Semi-Rad: Everywhere I Climb is Sandbagged


It is a fact that nearly every trad climb I have ever done in the United States is sandbagged. Please do not suggest that I have poor technique or get scared on routes that are not straightforward. It is obviously sandbagged—a kind-of-funny, kind-of-scary lie brought to you by the Yosemite Decimal System and thousands of previous rock climbers.

The difficulty rating scale, as it has evolved throughout history, is a language beyond simple translation. It’s not like Spanish, in the way that a non-Spanish speaker can ask, “What does ‘agua’ mean?” and you can say, “It means ‘water.’” When someone asks you what 5.7 means, he is asking a question that often must be answered with more questions. How old is the 5.7? Where is the 5.7? Is this particular 5.7 regarded as a classic? Oh, and who put up said 5.7? It wasn’t Layton Kor, was it?

Don’t go out there unprepared. Know your sandbag. Here are three types.

The Historical Sandbag

Back then: They rated it 5.7 when the hardest climb in the world was 5.9.

Now: All the kids invited to an 8-year-old’s birthday party can send 5.7 at the gym on toprope.

Also now: I’m trying to imagine how this now-greasy, awkward, behind-your-head fist jam made sense to anyone in the late 1960s—especially because they were likely doing it while they hammered a piton. Why don’t I just add two grades to every offwidth I ever lead? Am I a weenie for using Camalots and Stealth rubber on this climb? Turns out after about 5,000 people climbed this, the consensus was that it warranted a “+” but not an upgrade. I guess they call that a paradox: I barely made it up that old-school climb, almost shit my pants on it, and couldn’t believe someone would rate it so low. But once I’m home in front of my computer clicking the “add new tick” button on Mountain Project, I think to myself, I’m not going to be the sissy who suggests it might be a full grade higher than what it was in 1964.

When I see an old-school grade that includes a “+,” I pronounce the “+” as “Ha!” which is the sound of the badass first ascensionist laughing at what a softie I am. As in, “Kor’s Flake is 5.7... ha!”

Something else to note: Layton Kor was practically superhuman. Well, not practically—he knocked out Chuck Norris in a bar fight in 1972. Although it’s not widely known, Fritz Wiessner used to rip apart volumes of Encyclopedia Brittanica with his bare hands as part of his workouts. As a young man, Henry Barber regularly lifted refrigerators over his head. When you get on the climbs these men pioneered, remember that you have done none of these things. But don’t sweat it—it’s only 5.7+. Or, sweat it a little, and add half a number grade for every decade before 1985 it was put up.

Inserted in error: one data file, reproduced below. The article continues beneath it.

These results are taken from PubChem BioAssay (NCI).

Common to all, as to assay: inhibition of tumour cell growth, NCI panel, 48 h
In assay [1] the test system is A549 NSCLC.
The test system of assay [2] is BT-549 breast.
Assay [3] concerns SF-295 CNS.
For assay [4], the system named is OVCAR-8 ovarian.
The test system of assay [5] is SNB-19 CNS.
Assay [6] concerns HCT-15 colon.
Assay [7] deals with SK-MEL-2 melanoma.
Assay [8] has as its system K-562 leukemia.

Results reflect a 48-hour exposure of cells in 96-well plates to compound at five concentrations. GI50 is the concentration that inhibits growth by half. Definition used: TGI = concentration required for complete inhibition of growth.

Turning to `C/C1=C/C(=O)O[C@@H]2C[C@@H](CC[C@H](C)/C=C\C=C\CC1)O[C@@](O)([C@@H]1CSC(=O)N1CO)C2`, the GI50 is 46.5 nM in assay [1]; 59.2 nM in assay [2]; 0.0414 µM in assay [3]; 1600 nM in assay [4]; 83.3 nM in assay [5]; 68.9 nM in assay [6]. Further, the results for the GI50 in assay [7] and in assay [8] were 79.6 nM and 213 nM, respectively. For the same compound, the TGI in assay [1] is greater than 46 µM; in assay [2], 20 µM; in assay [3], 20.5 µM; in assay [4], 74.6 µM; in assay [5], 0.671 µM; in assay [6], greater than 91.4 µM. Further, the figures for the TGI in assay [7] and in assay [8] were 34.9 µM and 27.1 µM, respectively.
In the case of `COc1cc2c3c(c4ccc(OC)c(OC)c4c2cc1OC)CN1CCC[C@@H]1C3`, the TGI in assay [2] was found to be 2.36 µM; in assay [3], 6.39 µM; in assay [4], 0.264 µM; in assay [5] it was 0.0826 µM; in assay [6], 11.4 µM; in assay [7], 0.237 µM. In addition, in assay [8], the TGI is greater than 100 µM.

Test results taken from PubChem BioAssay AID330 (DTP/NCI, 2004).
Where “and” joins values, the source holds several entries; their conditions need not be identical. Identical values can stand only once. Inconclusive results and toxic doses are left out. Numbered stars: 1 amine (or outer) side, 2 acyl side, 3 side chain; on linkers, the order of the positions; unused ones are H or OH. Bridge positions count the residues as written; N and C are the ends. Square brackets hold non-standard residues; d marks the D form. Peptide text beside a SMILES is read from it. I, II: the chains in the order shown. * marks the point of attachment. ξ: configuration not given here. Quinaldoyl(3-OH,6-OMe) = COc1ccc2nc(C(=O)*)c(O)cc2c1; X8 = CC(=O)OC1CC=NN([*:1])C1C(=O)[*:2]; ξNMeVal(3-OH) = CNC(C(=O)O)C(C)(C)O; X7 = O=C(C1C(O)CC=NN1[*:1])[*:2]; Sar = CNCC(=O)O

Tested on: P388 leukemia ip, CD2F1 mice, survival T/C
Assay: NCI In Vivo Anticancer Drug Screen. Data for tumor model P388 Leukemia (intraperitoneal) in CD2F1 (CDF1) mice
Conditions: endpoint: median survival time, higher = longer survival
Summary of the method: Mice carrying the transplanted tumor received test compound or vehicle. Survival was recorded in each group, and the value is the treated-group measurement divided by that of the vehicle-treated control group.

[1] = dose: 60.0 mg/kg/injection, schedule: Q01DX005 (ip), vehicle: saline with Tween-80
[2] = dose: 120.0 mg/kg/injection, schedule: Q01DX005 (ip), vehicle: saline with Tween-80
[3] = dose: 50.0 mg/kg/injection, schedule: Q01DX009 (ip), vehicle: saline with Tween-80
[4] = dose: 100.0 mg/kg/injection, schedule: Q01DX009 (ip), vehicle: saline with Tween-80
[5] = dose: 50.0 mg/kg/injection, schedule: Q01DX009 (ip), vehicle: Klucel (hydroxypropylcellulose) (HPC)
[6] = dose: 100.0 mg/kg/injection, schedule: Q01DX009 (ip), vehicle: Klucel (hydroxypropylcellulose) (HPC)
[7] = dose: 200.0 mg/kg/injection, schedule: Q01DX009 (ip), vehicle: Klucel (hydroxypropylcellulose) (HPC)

The Geographical Sandbag

Where are you? Are you climbing for the first time at the Gunks? Start two grades lower than you normally would. Are you in Tahquitz? The Yosemite Decimal System was invented here, back when climbing 5.10 seemed about as likely as landing a rover on Mars, so adjust your expectations accordingly. Joshua Tree? You’re just up the road from Tahquitz, so the first ascensionists were thinking, “That route would have been 5.6 at Tahquitz, so…” Eldorado Canyon? Grades there are based on difficulty of moves, not on how scared you are 10 feet above funky pro you think might hold a fall.

The Classic Climb Sandbag

“It’s a classic,” they say. Never mind it was put up 30 years ago, which means approximately 30,000 human laps on the route, 30,000 hand jams in the same spot, and 30,000 smears of shoe rubber on the layback. The plus side? With that many laps, there’s probably one piece of fixed gear every 25 feet, which makes it almost a sport climb—but that also means you’re a huge wuss if you get scared. I mean, come on—just clip the three fixed nuts. The downside? All the skin oil and shoe rubber have polished it to the friction coefficient of a nonstick skillet. The incut crimps are now rounded like marbles. But it was 5.8 when it went up in 1982, so it’s 5.8 now. You have to get on it, though—it’s a classic! And if you don’t deck, you should tell everyone else to get on it, too.

There are other types of sandbagging, and other places where it occurs. Hell, the routes at your gym may be sandbagged. Only you can tell the difference between 5.8 and 5.8 “ha.” And that’s part of the fun of climbing.

Brendan Leonard is a contributing editor for Climbing. He lives in his van, sleeps on friends’ couches, and writes at semi-rad.com.



Comments

Ego driven jerkoffs pounding their chest to make themselves feel less weak. Funny shit, so was the article.

As - 03/18/2014 1:26:43

A perfect example of how a tongue and cheek article gets turned into an ethics and who can climb harder flame war.

Fred - 10/14/2013 12:13:06

All this talk of sandbagging and grade creep happens mostly at grades below mid 5.12. (Even at the mild grade of 5.13, it's a little talked about fact that 5.13 in the alpine is notoriously fluffy.) This places the issue firmly in the "who gives a f*ck catagory." If I said that 30 years ago a 20mph softball pitch was actually 20mph but today it's really only 15mph, who would care? Nobody. That was a rhetorical question. Why does anybody care that a 10b sport route is soft or that a 5.7 might actually be 5.8? Soft or sandbagged, arguing about nuances of the 5.10 grade is like appealing for a photo finish in the extra special olympics. Nobody who matters cares and nobody or cares matters. P.S. idiotic, orwellian platitudes aside , the best climber is the one climbing the best, and they are rarely the ones having the most fun. The climber having the most fun is the best at nothing other than having fun, not necessarily climbing.

sir henry stalwart - 09/21/2013 10:48:16